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Often times I hear from people that they have a hard time placing their phone on a bike in such a way that they can still use it as a GPS, so I decided to make a custom mount for my friend's phone that could be attached to his bike via either zip ties or Velcro straps connected to hooks on the back of the case.

Step 1: Find the Basic Dimensions of Your Phone

The first step for making any part that has to interact with something that already exists is figuring out how big the other thing is. In this instance we are making a modified phone case and so need to know basic information such as the length, width and depth of the phone. I used a dial caliper to find the dimensions of the phone I used but less precise tools could work (just remember to error on the side of a case that is too big rather than one that is too small).

Another useful thing I have found is to build in about a 1/16 of an inch on every dimension because trying to fit a phone into a case that is exactly the right size is hard and often times a printer will print ever so slightly smaller than the specified dimensions due to inaccuracies in the printing process.

The handiest way I've found to remember the dimensions of an object is to sketch a rough 2d version of it and label the different parts in a similar fashion to real engineering drawings.

Step 2: Find More Specific Details

The size of your phone isn't the only consideration for a case. Other important pieces of information include how far the screen is from the edge of the phone (so you can prevent blocking portions of the screen), where the power button is, where the camera is, where the charging port is (if you wish to use a portable battery) and where the headphone jack is (if you wish to use headphones).

The other important dimension to find is the outer portion of the case. I have found that .15 inches works well for cases as it doesn't become excessively bulky and still hold together with repeated use. Whatever case thickness you choose to use add that to each side of your phone's dimensions to get the case dimensions (remember it is .15 thickness on each side of the phone so it actually increases the dimensions by .3).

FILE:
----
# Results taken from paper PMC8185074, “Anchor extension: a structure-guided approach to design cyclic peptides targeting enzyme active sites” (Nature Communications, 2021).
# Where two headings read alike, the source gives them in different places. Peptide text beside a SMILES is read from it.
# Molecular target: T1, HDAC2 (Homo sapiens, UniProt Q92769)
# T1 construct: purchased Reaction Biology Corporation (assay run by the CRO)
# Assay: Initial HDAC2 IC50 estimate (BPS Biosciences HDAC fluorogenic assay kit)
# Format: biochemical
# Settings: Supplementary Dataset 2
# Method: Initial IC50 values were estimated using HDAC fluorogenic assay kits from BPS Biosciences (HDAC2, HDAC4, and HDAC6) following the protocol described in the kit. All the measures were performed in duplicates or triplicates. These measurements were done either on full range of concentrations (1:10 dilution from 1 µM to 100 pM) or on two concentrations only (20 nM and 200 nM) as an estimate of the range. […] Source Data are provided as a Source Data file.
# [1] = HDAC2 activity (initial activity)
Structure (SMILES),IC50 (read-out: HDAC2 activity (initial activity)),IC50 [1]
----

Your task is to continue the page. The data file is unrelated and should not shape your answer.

Step 3: Open Your CAD Program

To create a 3D part you need to model it in something called a CAD program. I used Solidworks as it was provided to me by my school and I have had the most experience with it but Tinkercad is another great program that doesn't require a download and is completely free.

Remember, if you are not familiar with the program it might be best to follow the built-in tutorials rather than jumping headfirst into your new project.

Step 4: Design the Case (the Next Few Steps Are Broken Down)

Here I have a video of creating the case; the next few steps break down what I did here.

Step 5: Create the Outside Shell

Create a block the same size as the outside of the case you determined earlier. In Solidworks this is done through drawing and extruding a rectangle whereas in Tinkercad this is done by dragging in a block and reshaping it.

Step 6: Cut Out the Top Slot and Screen Access

Cut out a rectangle at the top of the case to insert your phone remembering to leave the thickness at the bottom of the case. Cut out another rectangle the size of your screen (we figured this out when we found out how far the screen was from each edge).

Step 7: Add Cuts for the Power Button, Camera and Other Important Bits

Depending on what parts of the phone you want access to cut in different slots in the case.

Step 8: Add Brackets

The brackets on the back have the same thickness as the rest of the shell and are the crucial bits to allowing the phone to be mounted on a bike. The curves are obviously unnecessary but more aesthetically pleasing.

Step 9: Save

Save the file as both a Soldworks part or Tinkercad document as well as an Stl file (the file printers use) so that you can make modifications if something isn't right.

Step 10: Print/Assemble

Gaining access to a 3D printer isn't always easy but many libraries now have them and personal printers are coming in the near future. You can either print the case as one piece with supports or as multiple pieces (requires carving the part into multiple parts) and gluing them together. I've tried both ways and found they can be about equal work.

Step 11: Modify and Repurpose

The bike mount I made for my friend came from a design I originally made for a tripod mount for my phone and the basic case structure can be re-used to make a variety of different attachments for phones (and if one were so inclined a "multi-tool" of sorts).

The greatest feature of this is it's simplicity and it's malleability in the sense that the design can be re-made for whatever you need it to do, not just it's original purpose.

<p>This could be really useful for referencing phone maps when you are riding.</p>

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